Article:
His deepest joy is feeling the trust of the octopus, this tiny wild mollusc, towards him.
Sentient animals are individuals.
This film shows that if humans can relate to a mollusc, then surely we could relate to pigs, chickens and fishes who have far more similar nervous systems to us and who, like us, can feel emotions.
From a distance, we only see a school of fish, a flock of sheep or a factory farm full of chickens. Yet far from being a mass of indistinguishable creatures, animals are individuals. This intuition has often become lost by the human domination of other animal species, the disconnect from the natural world and consistent exploitation of animals for money. Yet, we can rekindle it. We all share emotions, the possibility to move and make decisions, and the desire to live. Each animal wants to be free of suffering. Should we kill animals who want to live when we can thrive on plant-based food ? Absolutely not.
Let’s switch the narrative from resources to conscious beings.
Increasingly, movies portray animals as relatable characters with goals and aspirations, while keeping them different from humans. “Babe” pioneered the representation of farm animals with a piglet making decisions and, crucially, making friends. In “Finding Nemo”, we root for a father clown fish as he embarks on a quest to rescue his son. In “Spirit: Stallion of the Cimarron”, a horse refuses to let go of his hope to find back his freedom and loved ones. These movies depict animals as creatures who differ from one another, who forge relationships and memories through painful and happy moments.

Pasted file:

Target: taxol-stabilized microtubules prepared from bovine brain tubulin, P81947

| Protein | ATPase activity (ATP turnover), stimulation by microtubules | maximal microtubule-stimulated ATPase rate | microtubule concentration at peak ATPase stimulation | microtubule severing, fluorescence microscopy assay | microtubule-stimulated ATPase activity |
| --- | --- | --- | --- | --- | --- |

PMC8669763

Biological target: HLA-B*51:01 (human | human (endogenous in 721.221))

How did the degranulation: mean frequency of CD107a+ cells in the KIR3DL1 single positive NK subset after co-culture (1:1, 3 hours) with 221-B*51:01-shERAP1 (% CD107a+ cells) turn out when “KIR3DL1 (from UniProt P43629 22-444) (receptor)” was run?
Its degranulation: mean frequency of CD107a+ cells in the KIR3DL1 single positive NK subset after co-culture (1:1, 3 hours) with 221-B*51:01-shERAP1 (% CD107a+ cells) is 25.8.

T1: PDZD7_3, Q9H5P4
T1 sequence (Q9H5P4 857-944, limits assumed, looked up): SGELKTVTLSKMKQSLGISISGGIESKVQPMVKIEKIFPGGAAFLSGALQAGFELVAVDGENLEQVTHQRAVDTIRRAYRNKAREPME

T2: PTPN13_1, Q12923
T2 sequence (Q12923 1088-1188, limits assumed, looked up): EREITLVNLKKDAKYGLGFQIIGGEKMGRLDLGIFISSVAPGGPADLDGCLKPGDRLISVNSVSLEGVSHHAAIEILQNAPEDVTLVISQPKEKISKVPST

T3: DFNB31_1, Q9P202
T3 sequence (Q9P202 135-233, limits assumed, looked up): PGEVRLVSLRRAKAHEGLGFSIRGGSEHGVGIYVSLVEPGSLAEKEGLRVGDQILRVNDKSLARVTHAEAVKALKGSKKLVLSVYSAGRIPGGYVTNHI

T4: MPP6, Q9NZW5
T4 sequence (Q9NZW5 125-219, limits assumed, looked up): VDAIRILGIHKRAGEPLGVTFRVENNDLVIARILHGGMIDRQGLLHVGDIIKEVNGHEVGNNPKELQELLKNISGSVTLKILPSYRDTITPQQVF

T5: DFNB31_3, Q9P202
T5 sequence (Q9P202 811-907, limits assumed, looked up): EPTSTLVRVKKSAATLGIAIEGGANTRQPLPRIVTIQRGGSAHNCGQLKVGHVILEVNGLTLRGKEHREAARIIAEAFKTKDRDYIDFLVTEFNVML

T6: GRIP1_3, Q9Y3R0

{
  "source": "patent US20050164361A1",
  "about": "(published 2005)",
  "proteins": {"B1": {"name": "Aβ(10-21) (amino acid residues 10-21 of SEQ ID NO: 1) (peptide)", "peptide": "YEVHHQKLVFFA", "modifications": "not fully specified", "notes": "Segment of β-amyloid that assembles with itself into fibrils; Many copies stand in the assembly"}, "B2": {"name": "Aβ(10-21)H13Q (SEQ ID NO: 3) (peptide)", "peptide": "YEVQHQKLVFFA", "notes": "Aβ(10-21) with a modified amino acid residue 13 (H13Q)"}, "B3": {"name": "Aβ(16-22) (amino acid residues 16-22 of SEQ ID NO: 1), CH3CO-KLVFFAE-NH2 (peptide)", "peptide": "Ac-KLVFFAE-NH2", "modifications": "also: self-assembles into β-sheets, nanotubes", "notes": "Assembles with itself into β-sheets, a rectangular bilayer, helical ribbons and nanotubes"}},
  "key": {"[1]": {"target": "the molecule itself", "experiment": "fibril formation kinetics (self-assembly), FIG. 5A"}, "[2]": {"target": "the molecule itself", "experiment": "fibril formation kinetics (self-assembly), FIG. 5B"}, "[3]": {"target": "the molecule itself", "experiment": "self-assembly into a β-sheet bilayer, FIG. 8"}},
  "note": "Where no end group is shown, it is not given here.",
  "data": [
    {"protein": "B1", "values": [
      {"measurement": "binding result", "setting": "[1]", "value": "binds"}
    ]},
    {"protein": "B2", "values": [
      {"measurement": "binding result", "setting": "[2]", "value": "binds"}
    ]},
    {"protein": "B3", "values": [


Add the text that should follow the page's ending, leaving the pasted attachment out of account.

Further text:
We need more trust, compassion and empathy. We can learn so much by simply slowing down and observing closely. The octopus taught us friendship extends across the frontiers of species. If we can relate to a mollusk, surely we can relate to animals who have a spinal cord, such as pigs or salmon. We need to reconnect with other animals and see them as individuals rather than concepts. Let’s learn from individuals from other species.
Anti-speciesism challenges the prevailing status of non-human animals, where speciesism is the belief that humans are superior to non-human animals and therefore can be exploited. You can watch our talk about anti-speciesism and the fight for global climate justice. Together, let’s build a world fair for all animals.
What’s coming next?
On the 31st of October, the COP26 started, the UN Climate Change Conference which aims to speed up changes we must implement to meet the goals of the Paris Agreement. Despite causing at least 18% of global greenhouse gas emission, animal agriculture and fishing are rarely challenged, or even mentioned in the COP26 goals. The governments can choose to transition away from a system that kills billions of animals and destroys the planet and build a just and sustainable plant-based system. You can join on the ground or remotely. We need everyone to rise as massive waves to create a kinder, more sustainable world!
1: Here « animal » to refer to non-human animals that feel emotions (scientific evidence are compelling for birds, fish, mammals, reptiles and cephalopods) to make it more accessible and easy to read.